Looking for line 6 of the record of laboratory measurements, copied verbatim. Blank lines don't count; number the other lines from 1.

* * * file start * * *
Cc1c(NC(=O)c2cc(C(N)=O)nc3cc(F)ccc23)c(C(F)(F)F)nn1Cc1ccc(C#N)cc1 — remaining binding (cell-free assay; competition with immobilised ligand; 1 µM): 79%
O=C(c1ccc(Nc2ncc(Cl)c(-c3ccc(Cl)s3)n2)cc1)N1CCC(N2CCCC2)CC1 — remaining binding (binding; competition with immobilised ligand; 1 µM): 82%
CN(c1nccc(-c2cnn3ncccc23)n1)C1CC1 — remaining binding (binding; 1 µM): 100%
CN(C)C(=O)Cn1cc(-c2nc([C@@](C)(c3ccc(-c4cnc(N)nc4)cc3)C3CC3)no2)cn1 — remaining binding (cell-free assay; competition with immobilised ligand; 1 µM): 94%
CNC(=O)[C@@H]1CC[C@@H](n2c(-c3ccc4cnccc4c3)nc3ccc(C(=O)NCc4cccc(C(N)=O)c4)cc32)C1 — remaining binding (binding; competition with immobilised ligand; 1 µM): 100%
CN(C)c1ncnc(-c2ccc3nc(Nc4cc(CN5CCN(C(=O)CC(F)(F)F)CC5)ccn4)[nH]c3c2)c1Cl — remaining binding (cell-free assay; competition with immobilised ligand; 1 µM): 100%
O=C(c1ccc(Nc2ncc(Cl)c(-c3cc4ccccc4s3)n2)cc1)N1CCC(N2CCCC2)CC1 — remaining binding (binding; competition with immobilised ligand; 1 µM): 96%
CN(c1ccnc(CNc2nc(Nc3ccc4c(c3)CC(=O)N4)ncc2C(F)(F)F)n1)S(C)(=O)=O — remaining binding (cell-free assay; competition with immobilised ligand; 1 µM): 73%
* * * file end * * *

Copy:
CN(C)c1ncnc(-c2ccc3nc(Nc4cc(CN5CCN(C(=O)CC(F)(F)F)CC5)ccn4)[nH]c3c2)c1Cl — remaining binding (cell-free assay; competition with immobilised ligand; 1 µM): 100%